We freeze frame the example to note the opportunity for a technological and scientific solution to collective reasoning. In fact, the roots of learning group preferences go back nearly 100 years to the law of comparative judgment first stated by L.L. Thurstone in 1927. The only way to learn ‘predictive’ preferences is an A/B test, an economic tradeoff. Many of us have been through the process at the optometrist’s office of answering “A or B?” … “B or A?” over and over and over again. Marketers are well versed in A/B tests as standard means of learning product preferences. But does this work for groups at scale in a dynamic discovery environment where the number of items to compare could require massive numbers of A/B tests? AI technology offers a solution.
Each time an individual in the evaluation team described above ranks a list of reasons, we can create a “web” of who prioritized whose reasons. The web from a session like we outlined above is shown below. The nodes are individual contributors, the links are generated by prioritizing each other’s ideas:
Relevance is learned from using a hidden Markov process. The sample list shown in the right panel of Figure 1 is a dynamically generated list based on prior rating events. The “hidden” part of the Markov process is a function that gradually shifts from “discovery mode” getting inputs on new ideas to “prioritization mode” attempting to estimate the list of reasons that best represent the group’s rank-ordered reasons. Note that the context of the sample list is determined by the “feature” under consideration. Team assessment is an example “feature” of the overall model. The figure below shows the learning curve of the algorithm. Note its rate of convergence is driven by the number of rating events but it converges rather quickly for the top rated items (near the origin of the plot).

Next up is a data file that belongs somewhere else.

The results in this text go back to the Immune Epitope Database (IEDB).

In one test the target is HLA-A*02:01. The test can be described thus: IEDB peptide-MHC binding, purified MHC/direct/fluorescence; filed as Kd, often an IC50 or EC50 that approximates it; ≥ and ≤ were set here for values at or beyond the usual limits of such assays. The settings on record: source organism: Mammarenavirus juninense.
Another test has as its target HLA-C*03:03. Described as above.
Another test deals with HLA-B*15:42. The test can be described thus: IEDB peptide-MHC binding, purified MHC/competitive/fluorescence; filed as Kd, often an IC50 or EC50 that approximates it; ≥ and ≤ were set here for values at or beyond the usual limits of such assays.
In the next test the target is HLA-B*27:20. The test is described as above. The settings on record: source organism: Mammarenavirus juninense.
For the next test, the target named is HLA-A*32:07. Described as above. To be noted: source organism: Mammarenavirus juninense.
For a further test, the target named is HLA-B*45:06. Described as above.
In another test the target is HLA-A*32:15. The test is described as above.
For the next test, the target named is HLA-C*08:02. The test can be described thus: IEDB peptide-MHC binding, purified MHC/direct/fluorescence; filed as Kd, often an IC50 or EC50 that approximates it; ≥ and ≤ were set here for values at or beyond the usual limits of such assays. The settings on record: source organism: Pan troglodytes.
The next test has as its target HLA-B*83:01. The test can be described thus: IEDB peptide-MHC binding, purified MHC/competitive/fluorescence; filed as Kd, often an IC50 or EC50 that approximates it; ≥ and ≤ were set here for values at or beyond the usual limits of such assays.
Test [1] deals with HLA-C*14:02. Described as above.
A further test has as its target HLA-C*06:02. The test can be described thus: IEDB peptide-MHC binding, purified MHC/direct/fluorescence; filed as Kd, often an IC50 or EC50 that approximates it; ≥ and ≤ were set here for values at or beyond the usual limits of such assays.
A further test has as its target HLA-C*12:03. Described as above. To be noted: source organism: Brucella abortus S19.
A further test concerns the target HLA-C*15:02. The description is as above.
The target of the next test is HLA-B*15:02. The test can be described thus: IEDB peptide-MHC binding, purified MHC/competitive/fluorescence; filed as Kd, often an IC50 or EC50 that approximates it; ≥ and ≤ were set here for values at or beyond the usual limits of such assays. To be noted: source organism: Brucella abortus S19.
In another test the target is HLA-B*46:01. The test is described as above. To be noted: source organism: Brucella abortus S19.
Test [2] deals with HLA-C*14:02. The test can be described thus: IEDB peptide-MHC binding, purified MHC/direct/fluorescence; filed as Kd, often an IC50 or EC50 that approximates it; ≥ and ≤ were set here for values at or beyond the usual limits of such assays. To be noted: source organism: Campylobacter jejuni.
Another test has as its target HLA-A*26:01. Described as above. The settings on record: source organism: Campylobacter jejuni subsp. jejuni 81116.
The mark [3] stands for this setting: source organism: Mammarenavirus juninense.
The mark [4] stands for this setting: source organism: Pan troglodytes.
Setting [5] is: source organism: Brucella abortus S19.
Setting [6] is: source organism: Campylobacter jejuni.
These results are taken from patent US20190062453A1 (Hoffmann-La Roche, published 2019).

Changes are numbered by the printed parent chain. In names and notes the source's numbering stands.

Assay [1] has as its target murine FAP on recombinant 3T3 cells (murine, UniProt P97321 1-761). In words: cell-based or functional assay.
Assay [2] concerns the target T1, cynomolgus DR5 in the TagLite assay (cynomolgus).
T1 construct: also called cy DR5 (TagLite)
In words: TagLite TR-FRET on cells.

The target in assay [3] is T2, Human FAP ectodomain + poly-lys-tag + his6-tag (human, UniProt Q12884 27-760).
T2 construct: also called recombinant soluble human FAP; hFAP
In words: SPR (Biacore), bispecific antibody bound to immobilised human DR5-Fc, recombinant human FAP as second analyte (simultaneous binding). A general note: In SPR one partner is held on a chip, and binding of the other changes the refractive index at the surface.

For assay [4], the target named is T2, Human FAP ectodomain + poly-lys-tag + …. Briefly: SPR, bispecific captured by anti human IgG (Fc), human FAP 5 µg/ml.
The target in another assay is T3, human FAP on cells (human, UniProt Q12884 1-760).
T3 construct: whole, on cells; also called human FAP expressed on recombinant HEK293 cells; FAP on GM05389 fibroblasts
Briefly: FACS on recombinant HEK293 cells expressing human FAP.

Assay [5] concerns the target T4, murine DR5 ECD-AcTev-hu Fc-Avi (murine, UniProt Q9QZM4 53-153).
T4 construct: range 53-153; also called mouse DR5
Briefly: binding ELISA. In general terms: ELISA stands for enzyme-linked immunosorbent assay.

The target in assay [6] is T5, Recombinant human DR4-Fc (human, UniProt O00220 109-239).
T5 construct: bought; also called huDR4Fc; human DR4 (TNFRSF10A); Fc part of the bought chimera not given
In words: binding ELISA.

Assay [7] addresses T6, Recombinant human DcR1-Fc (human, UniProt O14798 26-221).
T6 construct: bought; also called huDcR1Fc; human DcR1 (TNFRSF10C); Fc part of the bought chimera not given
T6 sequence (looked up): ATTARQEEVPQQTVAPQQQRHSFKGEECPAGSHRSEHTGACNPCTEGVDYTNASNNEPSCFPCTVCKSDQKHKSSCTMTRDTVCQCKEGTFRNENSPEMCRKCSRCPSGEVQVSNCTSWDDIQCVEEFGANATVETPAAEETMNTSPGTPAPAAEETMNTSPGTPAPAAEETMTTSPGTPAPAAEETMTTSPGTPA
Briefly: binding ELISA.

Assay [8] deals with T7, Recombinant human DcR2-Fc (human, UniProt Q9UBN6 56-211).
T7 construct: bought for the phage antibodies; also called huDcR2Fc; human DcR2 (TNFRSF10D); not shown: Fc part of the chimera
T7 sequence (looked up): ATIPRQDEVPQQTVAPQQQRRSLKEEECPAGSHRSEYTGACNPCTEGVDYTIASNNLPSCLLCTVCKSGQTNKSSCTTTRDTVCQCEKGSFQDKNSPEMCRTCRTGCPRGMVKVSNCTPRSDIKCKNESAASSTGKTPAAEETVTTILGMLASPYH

From that web of connections we learn influence ranking of various members and we use natural language processing technologies to learn the reasons and topics that represent the collective reasoning associated with assessment of the business opportunity, the team, etc. Learning relevance vs. sentiment provides a meaningful signal of what items are both highly relevant. An example for an investment are shown in the figure below.
In this particular case, the evaluating group sees revenue as highly important but sentiment indicates that discussion about revenue is mixed. Detail on why this is true is learned by looking into the relevant reasons assigned to this topic.
This is the essence of a collective reasoning system. It automates the acquisition of knowledge applied to the decision at hand.
The background knowledge outlined above is only the baseline. Continue on to our next blog, Integrating Artificial and Human Intelligence, and dive further into the next generation of transformative intelligence.